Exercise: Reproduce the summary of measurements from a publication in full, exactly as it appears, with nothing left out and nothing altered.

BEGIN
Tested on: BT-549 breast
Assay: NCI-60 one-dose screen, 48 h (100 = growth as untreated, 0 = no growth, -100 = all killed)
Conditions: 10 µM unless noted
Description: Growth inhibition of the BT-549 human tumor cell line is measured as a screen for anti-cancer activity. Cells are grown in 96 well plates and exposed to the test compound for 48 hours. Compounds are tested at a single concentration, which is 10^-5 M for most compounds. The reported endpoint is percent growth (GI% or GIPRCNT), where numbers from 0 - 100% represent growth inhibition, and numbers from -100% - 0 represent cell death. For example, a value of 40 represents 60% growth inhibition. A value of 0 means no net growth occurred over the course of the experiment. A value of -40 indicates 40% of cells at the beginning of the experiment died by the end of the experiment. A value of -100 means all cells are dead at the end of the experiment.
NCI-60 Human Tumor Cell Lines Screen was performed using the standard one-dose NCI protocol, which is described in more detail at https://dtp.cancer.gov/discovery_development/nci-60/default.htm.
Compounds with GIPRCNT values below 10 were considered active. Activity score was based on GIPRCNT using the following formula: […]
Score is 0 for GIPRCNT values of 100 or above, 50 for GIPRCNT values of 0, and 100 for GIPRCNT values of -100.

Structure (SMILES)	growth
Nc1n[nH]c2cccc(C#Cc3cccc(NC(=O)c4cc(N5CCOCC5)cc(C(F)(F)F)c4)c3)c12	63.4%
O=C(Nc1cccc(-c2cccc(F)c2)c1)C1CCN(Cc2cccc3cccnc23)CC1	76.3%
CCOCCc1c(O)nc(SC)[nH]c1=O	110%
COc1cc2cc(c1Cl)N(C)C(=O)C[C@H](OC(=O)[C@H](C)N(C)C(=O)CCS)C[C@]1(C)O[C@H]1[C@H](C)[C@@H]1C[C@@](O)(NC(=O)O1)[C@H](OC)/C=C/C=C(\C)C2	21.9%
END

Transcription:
Tested on: BT-549 breast
Assay: NCI-60 one-dose screen, 48 h (100 = growth as untreated, 0 = no growth, -100 = all killed)
Conditions: 10 µM unless noted
Description: Growth inhibition of the BT-549 human tumor cell line is measured as a screen for anti-cancer activity. Cells are grown in 96 well plates and exposed to the test compound for 48 hours. Compounds are tested at a single concentration, which is 10^-5 M for most compounds. The reported endpoint is percent growth (GI% or GIPRCNT), where numbers from 0 - 100% represent growth inhibition, and numbers from -100% - 0 represent cell death. For example, a value of 40 represents 60% growth inhibition. A value of 0 means no net growth occurred over the course of the experiment. A value of -40 indicates 40% of cells at the beginning of the experiment died by the end of the experiment. A value of -100 means all cells are dead at the end of the experiment.
NCI-60 Human Tumor Cell Lines Screen was performed using the standard one-dose NCI protocol, which is described in more detail at https://dtp.cancer.gov/discovery_development/nci-60/default.htm.
Compounds with GIPRCNT values below 10 were considered active. Activity score was based on GIPRCNT using the following formula: […]
Score is 0 for GIPRCNT values of 100 or above, 50 for GIPRCNT values of 0, and 100 for GIPRCNT values of -100.

Structure (SMILES)	growth
Nc1n[nH]c2cccc(C#Cc3cccc(NC(=O)c4cc(N5CCOCC5)cc(C(F)(F)F)c4)c3)c12	63.4%
O=C(Nc1cccc(-c2cccc(F)c2)c1)C1CCN(Cc2cccc3cccnc23)CC1	76.3%
CCOCCc1c(O)nc(SC)[nH]c1=O	110%
COc1cc2cc(c1Cl)N(C)C(=O)C[C@H](OC(=O)[C@H](C)N(C)C(=O)CCS)C[C@]1(C)O[C@H]1[C@H](C)[C@@H]1C[C@@](O)(NC(=O)O1)[C@H](OC)/C=C/C=C(\C)C2	21.9%